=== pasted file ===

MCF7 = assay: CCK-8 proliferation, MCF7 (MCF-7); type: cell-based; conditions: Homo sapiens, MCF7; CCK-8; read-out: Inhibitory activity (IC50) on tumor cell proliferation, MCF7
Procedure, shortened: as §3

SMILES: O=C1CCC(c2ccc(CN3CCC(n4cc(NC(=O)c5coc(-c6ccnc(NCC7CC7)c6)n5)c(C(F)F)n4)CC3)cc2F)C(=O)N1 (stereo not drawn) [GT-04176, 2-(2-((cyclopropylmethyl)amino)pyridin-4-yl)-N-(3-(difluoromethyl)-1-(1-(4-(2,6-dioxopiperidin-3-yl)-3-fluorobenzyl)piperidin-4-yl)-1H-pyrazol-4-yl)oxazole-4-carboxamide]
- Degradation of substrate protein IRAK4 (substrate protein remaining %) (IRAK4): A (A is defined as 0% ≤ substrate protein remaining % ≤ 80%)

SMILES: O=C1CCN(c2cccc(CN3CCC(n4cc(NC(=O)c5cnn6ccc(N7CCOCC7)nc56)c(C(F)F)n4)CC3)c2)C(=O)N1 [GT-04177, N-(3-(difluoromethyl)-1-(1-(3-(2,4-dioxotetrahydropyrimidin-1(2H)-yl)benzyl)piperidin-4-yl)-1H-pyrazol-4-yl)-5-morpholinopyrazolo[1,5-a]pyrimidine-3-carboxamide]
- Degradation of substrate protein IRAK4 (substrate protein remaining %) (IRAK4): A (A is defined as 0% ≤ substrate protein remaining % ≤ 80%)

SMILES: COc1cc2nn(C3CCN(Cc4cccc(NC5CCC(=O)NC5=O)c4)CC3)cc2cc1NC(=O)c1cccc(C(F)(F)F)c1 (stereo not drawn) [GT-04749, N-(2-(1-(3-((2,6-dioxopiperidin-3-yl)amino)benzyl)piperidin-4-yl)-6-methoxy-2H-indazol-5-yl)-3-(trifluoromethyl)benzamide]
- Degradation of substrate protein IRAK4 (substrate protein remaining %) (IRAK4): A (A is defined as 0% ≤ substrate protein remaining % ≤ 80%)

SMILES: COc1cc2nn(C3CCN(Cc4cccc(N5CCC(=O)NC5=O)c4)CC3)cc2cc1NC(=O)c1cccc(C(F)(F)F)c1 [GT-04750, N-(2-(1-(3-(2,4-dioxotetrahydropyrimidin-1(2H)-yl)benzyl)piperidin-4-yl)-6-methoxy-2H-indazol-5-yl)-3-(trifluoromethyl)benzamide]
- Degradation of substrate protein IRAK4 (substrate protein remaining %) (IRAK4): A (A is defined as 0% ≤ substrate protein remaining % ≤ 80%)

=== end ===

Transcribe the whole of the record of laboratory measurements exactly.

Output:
MCF7 = assay: CCK-8 proliferation, MCF7 (MCF-7); type: cell-based; conditions: Homo sapiens, MCF7; CCK-8; read-out: Inhibitory activity (IC50) on tumor cell proliferation, MCF7
Procedure, shortened: as §3

SMILES: O=C1CCC(c2ccc(CN3CCC(n4cc(NC(=O)c5coc(-c6ccnc(NCC7CC7)c6)n5)c(C(F)F)n4)CC3)cc2F)C(=O)N1 (stereo not drawn) [GT-04176, 2-(2-((cyclopropylmethyl)amino)pyridin-4-yl)-N-(3-(difluoromethyl)-1-(1-(4-(2,6-dioxopiperidin-3-yl)-3-fluorobenzyl)piperidin-4-yl)-1H-pyrazol-4-yl)oxazole-4-carboxamide]
- Degradation of substrate protein IRAK4 (substrate protein remaining %) (IRAK4): A (A is defined as 0% ≤ substrate protein remaining % ≤ 80%)

SMILES: O=C1CCN(c2cccc(CN3CCC(n4cc(NC(=O)c5cnn6ccc(N7CCOCC7)nc56)c(C(F)F)n4)CC3)c2)C(=O)N1 [GT-04177, N-(3-(difluoromethyl)-1-(1-(3-(2,4-dioxotetrahydropyrimidin-1(2H)-yl)benzyl)piperidin-4-yl)-1H-pyrazol-4-yl)-5-morpholinopyrazolo[1,5-a]pyrimidine-3-carboxamide]
- Degradation of substrate protein IRAK4 (substrate protein remaining %) (IRAK4): A (A is defined as 0% ≤ substrate protein remaining % ≤ 80%)

SMILES: COc1cc2nn(C3CCN(Cc4cccc(NC5CCC(=O)NC5=O)c4)CC3)cc2cc1NC(=O)c1cccc(C(F)(F)F)c1 (stereo not drawn) [GT-04749, N-(2-(1-(3-((2,6-dioxopiperidin-3-yl)amino)benzyl)piperidin-4-yl)-6-methoxy-2H-indazol-5-yl)-3-(trifluoromethyl)benzamide]
- Degradation of substrate protein IRAK4 (substrate protein remaining %) (IRAK4): A (A is defined as 0% ≤ substrate protein remaining % ≤ 80%)

SMILES: COc1cc2nn(C3CCN(Cc4cccc(N5CCC(=O)NC5=O)c4)CC3)cc2cc1NC(=O)c1cccc(C(F)(F)F)c1 [GT-04750, N-(2-(1-(3-(2,4-dioxotetrahydropyrimidin-1(2H)-yl)benzyl)piperidin-4-yl)-6-methoxy-2H-indazol-5-yl)-3-(trifluoromethyl)benzamide]
- Degradation of substrate protein IRAK4 (substrate protein remaining %) (IRAK4): A (A is defined as 0% ≤ substrate protein remaining % ≤ 80%)